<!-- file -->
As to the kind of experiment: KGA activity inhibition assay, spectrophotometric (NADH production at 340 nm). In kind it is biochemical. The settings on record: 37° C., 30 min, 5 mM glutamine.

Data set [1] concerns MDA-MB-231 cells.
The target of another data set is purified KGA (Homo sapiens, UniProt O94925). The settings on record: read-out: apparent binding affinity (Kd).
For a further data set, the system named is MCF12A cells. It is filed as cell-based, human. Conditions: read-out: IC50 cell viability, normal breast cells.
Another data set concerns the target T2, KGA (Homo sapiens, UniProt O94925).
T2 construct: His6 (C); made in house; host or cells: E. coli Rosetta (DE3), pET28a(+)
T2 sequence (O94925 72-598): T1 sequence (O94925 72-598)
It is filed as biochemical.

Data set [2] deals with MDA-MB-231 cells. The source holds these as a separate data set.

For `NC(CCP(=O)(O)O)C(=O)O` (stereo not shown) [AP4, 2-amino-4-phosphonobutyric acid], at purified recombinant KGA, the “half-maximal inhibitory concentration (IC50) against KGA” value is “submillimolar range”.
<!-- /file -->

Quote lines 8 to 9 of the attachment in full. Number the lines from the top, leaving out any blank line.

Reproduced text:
It is filed as biochemical.

Data set [2] deals with MDA-MB-231 cells. The source holds these as a separate data set.